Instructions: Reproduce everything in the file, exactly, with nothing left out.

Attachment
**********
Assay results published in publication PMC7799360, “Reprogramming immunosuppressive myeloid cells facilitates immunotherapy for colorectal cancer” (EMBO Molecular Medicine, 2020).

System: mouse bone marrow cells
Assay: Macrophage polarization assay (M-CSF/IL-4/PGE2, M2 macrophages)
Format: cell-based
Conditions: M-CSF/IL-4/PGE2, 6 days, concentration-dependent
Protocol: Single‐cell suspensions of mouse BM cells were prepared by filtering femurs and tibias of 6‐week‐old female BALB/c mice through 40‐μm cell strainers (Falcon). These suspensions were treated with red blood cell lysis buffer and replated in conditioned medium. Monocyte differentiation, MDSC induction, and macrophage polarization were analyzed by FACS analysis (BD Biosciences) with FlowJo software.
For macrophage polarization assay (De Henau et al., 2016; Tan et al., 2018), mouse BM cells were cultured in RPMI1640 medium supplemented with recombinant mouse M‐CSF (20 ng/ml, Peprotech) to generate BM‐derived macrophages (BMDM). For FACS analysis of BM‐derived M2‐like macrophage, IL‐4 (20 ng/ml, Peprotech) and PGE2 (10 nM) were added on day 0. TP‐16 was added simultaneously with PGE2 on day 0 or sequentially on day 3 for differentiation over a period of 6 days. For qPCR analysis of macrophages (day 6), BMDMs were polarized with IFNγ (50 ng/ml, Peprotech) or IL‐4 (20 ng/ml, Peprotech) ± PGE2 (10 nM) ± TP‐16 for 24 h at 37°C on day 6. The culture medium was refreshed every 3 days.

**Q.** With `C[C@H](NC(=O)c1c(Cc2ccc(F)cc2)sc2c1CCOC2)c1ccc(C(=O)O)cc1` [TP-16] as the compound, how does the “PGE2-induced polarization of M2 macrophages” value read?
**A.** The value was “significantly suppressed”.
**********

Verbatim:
Assay results published in publication PMC7799360, “Reprogramming immunosuppressive myeloid cells facilitates immunotherapy for colorectal cancer” (EMBO Molecular Medicine, 2020).

System: mouse bone marrow cells
Assay: Macrophage polarization assay (M-CSF/IL-4/PGE2, M2 macrophages)
Format: cell-based
Conditions: M-CSF/IL-4/PGE2, 6 days, concentration-dependent
Protocol: Single‐cell suspensions of mouse BM cells were prepared by filtering femurs and tibias of 6‐week‐old female BALB/c mice through 40‐μm cell strainers (Falcon). These suspensions were treated with red blood cell lysis buffer and replated in conditioned medium. Monocyte differentiation, MDSC induction, and macrophage polarization were analyzed by FACS analysis (BD Biosciences) with FlowJo software.
For macrophage polarization assay (De Henau et al., 2016; Tan et al., 2018), mouse BM cells were cultured in RPMI1640 medium supplemented with recombinant mouse M‐CSF (20 ng/ml, Peprotech) to generate BM‐derived macrophages (BMDM). For FACS analysis of BM‐derived M2‐like macrophage, IL‐4 (20 ng/ml, Peprotech) and PGE2 (10 nM) were added on day 0. TP‐16 was added simultaneously with PGE2 on day 0 or sequentially on day 3 for differentiation over a period of 6 days. For qPCR analysis of macrophages (day 6), BMDMs were polarized with IFNγ (50 ng/ml, Peprotech) or IL‐4 (20 ng/ml, Peprotech) ± PGE2 (10 nM) ± TP‐16 for 24 h at 37°C on day 6. The culture medium was refreshed every 3 days.

**Q.** With `C[C@H](NC(=O)c1c(Cc2ccc(F)cc2)sc2c1CCOC2)c1ccc(C(=O)O)cc1` [TP-16] as the compound, how does the “PGE2-induced polarization of M2 macrophages” value read?
**A.** The value was “significantly suppressed”.